With the intent to fit the home’s contemporary style, Clewes designed the first iteration of the stair with a zig-zag profile. “We wanted to 100 percent respect that design intent but alleviate the structural approach they’d been considering. We envisioned a post-tension stair where the tensioning would be done after the installation. It would be a self-supported stair that wouldn’t rely on the existing structure to support it,” Doucas says. “Although what we proposed was a complicated structure, it would simplify construction and be less disruptive.”
It took a leap of faith on everyone’s part to agree to what eventually would be a five-ton floating stone staircase.
Sourcing and Fabricating
The kitchen, at the top of the soon-to-be showpiece staircase, had basalt flooring. PICCO Group looked locally for stone that would match the kitchen floor but were unsuccessful. “Generally,” Doucas says, “with flooring tile it’s slab or tile material. The stair is cubic material. Although the source may be the same, the procurement process is different.”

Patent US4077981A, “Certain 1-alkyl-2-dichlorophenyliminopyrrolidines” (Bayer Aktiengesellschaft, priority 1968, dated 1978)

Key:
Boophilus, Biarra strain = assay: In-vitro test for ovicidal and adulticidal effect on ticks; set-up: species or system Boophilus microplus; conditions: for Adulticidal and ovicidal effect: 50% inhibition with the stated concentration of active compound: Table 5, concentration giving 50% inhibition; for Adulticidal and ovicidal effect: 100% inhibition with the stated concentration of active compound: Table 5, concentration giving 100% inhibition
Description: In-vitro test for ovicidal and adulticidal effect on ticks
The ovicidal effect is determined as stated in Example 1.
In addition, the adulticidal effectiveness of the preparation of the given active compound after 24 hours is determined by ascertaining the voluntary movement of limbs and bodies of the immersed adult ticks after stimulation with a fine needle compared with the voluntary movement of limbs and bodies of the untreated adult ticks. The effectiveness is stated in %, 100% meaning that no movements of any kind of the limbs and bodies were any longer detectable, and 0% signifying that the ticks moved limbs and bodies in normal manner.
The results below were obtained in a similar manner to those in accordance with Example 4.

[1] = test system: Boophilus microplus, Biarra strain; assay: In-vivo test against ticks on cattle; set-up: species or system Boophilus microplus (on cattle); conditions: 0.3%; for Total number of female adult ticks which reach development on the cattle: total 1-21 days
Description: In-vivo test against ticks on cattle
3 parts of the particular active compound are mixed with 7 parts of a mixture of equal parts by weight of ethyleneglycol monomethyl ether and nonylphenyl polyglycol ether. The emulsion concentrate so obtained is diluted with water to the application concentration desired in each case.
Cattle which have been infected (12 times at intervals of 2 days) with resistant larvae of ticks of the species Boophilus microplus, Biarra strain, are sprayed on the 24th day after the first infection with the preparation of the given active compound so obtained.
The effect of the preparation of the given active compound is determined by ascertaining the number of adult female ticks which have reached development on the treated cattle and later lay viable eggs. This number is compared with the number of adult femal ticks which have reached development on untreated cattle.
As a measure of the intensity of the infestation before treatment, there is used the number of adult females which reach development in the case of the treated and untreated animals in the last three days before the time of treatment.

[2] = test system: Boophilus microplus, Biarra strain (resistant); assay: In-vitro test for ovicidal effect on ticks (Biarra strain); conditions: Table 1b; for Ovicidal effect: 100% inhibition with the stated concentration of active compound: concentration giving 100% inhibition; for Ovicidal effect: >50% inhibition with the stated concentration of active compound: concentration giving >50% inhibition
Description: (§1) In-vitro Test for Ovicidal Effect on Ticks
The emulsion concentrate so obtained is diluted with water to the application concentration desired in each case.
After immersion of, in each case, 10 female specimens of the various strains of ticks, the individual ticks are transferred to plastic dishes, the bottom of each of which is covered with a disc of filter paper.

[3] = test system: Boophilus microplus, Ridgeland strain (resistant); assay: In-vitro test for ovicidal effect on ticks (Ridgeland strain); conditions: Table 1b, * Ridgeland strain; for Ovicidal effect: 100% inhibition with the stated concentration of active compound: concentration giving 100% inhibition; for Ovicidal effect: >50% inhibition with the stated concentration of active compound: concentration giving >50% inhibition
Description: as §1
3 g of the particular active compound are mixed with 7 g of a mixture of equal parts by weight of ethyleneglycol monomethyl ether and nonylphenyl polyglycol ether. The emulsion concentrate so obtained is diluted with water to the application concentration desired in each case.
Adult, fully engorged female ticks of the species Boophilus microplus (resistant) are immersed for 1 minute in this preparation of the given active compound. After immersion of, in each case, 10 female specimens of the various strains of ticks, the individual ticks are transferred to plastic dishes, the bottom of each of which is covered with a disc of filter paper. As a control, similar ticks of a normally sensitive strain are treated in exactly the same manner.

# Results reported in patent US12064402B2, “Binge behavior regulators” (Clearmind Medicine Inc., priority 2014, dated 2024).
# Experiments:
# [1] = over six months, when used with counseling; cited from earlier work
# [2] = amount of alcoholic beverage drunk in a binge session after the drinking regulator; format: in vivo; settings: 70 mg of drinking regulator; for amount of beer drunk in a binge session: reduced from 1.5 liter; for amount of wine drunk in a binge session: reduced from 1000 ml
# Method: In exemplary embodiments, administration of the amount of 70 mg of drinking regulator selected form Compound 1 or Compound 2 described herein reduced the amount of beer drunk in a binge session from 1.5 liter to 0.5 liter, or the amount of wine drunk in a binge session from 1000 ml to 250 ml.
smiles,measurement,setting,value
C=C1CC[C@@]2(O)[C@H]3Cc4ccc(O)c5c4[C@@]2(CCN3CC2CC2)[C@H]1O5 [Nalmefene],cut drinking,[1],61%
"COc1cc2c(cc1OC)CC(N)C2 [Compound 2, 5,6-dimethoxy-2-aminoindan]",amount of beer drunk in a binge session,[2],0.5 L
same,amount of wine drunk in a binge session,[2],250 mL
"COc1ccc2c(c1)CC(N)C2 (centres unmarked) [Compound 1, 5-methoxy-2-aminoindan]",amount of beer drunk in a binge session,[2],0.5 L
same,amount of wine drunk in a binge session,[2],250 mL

Doucas attended a building show while sourcing the basalt, where he met Chinese suppliers who might have what he was looking for. “Basalt is a common material in China but comes from only a few quarries that are under government control,” he says. Doucas decided to go directly to the source in China and began making phone calls to find a quarry/fabricator that could secure enough of the specific material, black basalt G684. He landed on Gonmar Trading Company in Xiamen, China.